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Wings of Remembrance

By Sean Chase, The Daily Observer

Sean Chase/Daily Observer 
Carefor palliative volunteers released 49 butterflies on Sunday in memory of the clients they served from April 1, 2016 to July 31, 2017. Carefor held its second annual Wings of Remembrance Butterfly Release at their Mackay Centre location.

Sean Chase/Daily Observer Carefor palliative volunteers released 49 butterflies on Sunday in memory of the clients they served from April 1, 2016 to July 31, 2017. Carefor held its second annual Wings of Remembrance Butterfly Release at their Mackay Centre location.

 

It was a day of poignancy as Carefor Health and Community Services hosted its second annual Wings of Remembrance Butterfly Release Sunday.

During a ceremony at the Mackay Centre in Pembroke, 250 butterflies were released in honour of loved ones by family and friends. The event was part of Carefor’s Community Volunteer Visiting Program which began operations at the former Marguerite Centre last year.

The program aims to support clients wishing to remain in their home for a longer period of time and to provide respite support for caregivers. Community support services manager Alice Grenon put this special ceremony in perspective noting that since April 1, volunteers have conducted 133 visits to 57 clients over 270 hours. The previous year they supported 72 clients over more than 1,000 hours of service.

The ceremony then got underway with Carefor palliative volunteers releasing 49 butterflies in memory of the clients they served from April 1, 2016 to July 31, 2017. Carefor director of operations Sharon Maye said that in this era of financial restraint and governments challenging health providers to look at the services they have, Carefor's community hospice palliative program highlights what intervention can look like in health care, especially in an underserviced, rural region.

“It challenges us to rethink the meaning of hospice and palliative care,” said Maye. “Those once meant institutionalize end-of-life care.”

Today, hospice has extended to enhanced care in retirement homes and day programs, while palliative is largely viewed as improving quality of life during the continuum of a life-limiting illness, she noted.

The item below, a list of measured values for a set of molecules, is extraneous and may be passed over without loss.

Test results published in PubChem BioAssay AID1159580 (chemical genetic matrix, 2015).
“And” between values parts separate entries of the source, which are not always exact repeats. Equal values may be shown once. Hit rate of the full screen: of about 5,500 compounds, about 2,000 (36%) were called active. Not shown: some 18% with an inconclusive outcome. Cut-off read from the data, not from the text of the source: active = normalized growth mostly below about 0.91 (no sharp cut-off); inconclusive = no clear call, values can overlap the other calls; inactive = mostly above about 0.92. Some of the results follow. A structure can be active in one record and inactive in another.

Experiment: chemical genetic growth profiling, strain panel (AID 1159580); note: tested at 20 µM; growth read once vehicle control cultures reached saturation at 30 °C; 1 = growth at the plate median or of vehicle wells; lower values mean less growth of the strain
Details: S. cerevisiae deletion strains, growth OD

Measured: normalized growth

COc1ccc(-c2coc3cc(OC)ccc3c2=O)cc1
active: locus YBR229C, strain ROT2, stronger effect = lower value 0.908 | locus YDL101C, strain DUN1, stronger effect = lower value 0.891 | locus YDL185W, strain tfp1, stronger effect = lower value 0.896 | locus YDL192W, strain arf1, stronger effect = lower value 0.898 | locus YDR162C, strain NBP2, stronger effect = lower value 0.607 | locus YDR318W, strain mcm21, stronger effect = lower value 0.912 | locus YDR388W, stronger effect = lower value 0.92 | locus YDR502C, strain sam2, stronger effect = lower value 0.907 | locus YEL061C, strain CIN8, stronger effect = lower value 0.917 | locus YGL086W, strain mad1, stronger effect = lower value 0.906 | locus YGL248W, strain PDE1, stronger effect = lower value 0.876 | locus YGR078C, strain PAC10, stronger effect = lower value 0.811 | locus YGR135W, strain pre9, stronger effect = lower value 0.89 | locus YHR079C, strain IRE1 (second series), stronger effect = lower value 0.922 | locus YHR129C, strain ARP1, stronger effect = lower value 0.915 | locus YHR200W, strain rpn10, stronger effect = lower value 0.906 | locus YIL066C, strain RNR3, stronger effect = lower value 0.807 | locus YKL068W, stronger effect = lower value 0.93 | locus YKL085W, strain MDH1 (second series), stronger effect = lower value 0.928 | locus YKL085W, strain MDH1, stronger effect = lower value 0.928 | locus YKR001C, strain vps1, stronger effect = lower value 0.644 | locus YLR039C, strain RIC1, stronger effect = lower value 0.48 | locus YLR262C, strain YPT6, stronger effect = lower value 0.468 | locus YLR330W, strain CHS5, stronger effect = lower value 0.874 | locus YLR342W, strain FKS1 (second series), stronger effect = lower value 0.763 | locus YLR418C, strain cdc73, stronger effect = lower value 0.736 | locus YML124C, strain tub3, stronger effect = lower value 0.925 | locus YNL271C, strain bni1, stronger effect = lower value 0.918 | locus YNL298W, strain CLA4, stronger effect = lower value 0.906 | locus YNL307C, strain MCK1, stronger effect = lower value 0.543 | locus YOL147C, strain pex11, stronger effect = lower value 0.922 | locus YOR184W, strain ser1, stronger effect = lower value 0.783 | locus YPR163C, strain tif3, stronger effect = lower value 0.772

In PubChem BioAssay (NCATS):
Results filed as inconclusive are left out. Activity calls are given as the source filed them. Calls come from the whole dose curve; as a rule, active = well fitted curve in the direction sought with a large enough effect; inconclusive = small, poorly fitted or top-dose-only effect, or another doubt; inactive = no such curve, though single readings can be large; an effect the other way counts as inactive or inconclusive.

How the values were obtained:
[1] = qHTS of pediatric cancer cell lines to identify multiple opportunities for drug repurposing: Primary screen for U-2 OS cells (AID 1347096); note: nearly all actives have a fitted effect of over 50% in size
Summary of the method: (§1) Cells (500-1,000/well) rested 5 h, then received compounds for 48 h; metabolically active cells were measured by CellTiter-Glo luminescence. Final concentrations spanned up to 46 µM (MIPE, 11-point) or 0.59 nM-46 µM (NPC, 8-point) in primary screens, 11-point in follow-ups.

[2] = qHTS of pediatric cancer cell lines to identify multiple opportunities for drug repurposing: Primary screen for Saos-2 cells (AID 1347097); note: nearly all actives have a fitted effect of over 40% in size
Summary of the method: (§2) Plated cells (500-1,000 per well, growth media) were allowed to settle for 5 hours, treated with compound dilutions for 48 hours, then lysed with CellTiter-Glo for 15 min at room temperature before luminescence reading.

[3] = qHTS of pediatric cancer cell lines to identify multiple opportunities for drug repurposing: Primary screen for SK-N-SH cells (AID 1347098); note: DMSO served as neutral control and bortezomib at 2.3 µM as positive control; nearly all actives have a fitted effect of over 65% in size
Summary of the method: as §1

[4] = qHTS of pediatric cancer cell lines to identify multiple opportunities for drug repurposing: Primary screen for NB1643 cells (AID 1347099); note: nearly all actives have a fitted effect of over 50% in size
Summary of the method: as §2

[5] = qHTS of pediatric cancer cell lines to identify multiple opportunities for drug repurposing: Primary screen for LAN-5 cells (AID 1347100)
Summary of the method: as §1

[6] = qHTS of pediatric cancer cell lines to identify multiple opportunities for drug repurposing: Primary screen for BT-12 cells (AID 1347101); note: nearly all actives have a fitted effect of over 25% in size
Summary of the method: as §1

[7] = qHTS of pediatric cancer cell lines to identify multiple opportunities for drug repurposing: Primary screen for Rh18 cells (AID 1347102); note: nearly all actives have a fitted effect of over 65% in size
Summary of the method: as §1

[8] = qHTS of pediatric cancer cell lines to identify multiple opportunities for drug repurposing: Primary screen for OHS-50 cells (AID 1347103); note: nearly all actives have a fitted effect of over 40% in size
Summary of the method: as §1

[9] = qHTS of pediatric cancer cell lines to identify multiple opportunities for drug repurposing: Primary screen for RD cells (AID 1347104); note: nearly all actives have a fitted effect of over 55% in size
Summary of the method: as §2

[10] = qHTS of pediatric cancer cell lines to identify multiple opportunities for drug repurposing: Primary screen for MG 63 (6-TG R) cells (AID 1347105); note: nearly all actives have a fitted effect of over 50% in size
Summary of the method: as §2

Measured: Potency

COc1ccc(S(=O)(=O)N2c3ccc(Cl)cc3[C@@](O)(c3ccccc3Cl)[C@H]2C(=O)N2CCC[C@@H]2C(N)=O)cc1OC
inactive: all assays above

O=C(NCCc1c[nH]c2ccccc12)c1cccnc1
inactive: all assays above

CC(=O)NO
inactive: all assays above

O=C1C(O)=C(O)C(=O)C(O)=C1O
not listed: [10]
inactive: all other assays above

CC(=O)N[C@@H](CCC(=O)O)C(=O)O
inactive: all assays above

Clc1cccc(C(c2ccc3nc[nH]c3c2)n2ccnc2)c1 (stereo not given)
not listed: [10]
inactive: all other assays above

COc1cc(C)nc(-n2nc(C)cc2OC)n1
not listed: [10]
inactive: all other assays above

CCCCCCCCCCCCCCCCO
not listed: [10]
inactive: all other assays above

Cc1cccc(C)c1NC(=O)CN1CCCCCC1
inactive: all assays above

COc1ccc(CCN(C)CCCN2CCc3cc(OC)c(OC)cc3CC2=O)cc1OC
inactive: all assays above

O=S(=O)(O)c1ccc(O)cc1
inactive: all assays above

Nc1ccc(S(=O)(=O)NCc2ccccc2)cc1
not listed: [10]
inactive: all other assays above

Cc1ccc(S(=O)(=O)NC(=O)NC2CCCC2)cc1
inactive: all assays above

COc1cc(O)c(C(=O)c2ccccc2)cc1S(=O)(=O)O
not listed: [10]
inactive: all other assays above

Maye explained that their palliative volunteers go beyond being the eyes and ears for the client. They provide round-the-clock volunteer support, such as assistance with feeding, snow ploughing, or taking someone to lunch.

“They relieve suffering and improve quality of life for individuals and families trying to cope with a life-limiting illness,” added Maye. “It are the small things that become the big things.”

Volunteers provide service to clients living in their private home, retirement home, hospital, hospice or long-term care facility. Carefor Pembroke – Renfrew County offers visiting volunteer services, a family resource centre, bereavement resources, transportation, frozen meals services and information and referral for individuals and families coping with progressive life-limiting illness. Carefor Health and Community Services Pembroke – Renfrew County, is a not-for-profit organization that provides services for people of all ages and stages of life.

During the afternoon, Gillian Rutz performed while the Renfrew County 4H Rabbit Club entertained with the four-legged creatures negotiating a bunny obstacle course. There was also a bouncy castle, face painting, balloon animals and lemonade stand. The Pembroke Professional Firefighters' Association was on hand with their aerial truck.

In addition to their volunteers and staff, Carefor organizers also thanked event supporters including Malcolm, Deavitt and Binhammer Funeral Home, Murphy Funeral Home and Chapel, Neville Funeral Home, Sunset Nursery, Greater Petawawa Civitan Club, McDougall Insurance, Midas Muffler Pembroke, Royal Canadian Legion Branch 72, the Town of Arnprior and the Township of McNab/Braeside.

SChase@postmedia.com